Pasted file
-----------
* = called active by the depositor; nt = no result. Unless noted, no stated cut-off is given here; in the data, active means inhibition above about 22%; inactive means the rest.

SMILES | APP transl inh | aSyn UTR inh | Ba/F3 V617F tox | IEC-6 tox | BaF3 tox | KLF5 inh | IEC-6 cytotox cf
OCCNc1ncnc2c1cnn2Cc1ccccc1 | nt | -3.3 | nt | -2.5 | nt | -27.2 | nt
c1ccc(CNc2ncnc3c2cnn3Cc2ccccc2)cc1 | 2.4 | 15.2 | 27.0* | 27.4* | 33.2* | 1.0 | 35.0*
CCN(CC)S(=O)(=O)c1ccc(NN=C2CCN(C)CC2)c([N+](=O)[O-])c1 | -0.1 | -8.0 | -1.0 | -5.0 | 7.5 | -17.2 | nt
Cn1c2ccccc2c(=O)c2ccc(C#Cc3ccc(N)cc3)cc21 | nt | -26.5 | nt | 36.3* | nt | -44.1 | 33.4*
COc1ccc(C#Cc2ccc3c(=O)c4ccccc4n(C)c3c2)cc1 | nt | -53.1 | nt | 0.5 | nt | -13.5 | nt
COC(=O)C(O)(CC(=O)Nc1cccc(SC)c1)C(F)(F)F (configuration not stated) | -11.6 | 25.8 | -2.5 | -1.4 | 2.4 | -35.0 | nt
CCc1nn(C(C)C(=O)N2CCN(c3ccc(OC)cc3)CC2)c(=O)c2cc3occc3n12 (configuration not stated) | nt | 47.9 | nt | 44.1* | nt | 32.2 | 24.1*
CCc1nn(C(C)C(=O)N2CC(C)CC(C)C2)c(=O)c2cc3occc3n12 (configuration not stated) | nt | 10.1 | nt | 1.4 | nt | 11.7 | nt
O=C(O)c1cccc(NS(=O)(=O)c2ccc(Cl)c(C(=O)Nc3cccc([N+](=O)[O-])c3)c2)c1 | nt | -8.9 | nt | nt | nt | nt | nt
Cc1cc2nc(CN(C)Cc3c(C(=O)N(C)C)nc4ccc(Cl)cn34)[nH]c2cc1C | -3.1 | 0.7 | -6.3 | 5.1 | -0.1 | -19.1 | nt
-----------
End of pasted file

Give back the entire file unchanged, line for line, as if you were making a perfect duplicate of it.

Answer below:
* = called active by the depositor; nt = no result. Unless noted, no stated cut-off is given here; in the data, active means inhibition above about 22%; inactive means the rest.

SMILES | APP transl inh | aSyn UTR inh | Ba/F3 V617F tox | IEC-6 tox | BaF3 tox | KLF5 inh | IEC-6 cytotox cf
OCCNc1ncnc2c1cnn2Cc1ccccc1 | nt | -3.3 | nt | -2.5 | nt | -27.2 | nt
c1ccc(CNc2ncnc3c2cnn3Cc2ccccc2)cc1 | 2.4 | 15.2 | 27.0* | 27.4* | 33.2* | 1.0 | 35.0*
CCN(CC)S(=O)(=O)c1ccc(NN=C2CCN(C)CC2)c([N+](=O)[O-])c1 | -0.1 | -8.0 | -1.0 | -5.0 | 7.5 | -17.2 | nt
Cn1c2ccccc2c(=O)c2ccc(C#Cc3ccc(N)cc3)cc21 | nt | -26.5 | nt | 36.3* | nt | -44.1 | 33.4*
COc1ccc(C#Cc2ccc3c(=O)c4ccccc4n(C)c3c2)cc1 | nt | -53.1 | nt | 0.5 | nt | -13.5 | nt
COC(=O)C(O)(CC(=O)Nc1cccc(SC)c1)C(F)(F)F (configuration not stated) | -11.6 | 25.8 | -2.5 | -1.4 | 2.4 | -35.0 | nt
CCc1nn(C(C)C(=O)N2CCN(c3ccc(OC)cc3)CC2)c(=O)c2cc3occc3n12 (configuration not stated) | nt | 47.9 | nt | 44.1* | nt | 32.2 | 24.1*
CCc1nn(C(C)C(=O)N2CC(C)CC(C)C2)c(=O)c2cc3occc3n12 (configuration not stated) | nt | 10.1 | nt | 1.4 | nt | 11.7 | nt
O=C(O)c1cccc(NS(=O)(=O)c2ccc(Cl)c(C(=O)Nc3cccc([N+](=O)[O-])c3)c2)c1 | nt | -8.9 | nt | nt | nt | nt | nt
Cc1cc2nc(CN(C)Cc3c(C(=O)N(C)C)nc4ccc(Cl)cn34)[nH]c2cc1C | -3.1 | 0.7 | -6.3 | 5.1 | -0.1 | -19.1 | nt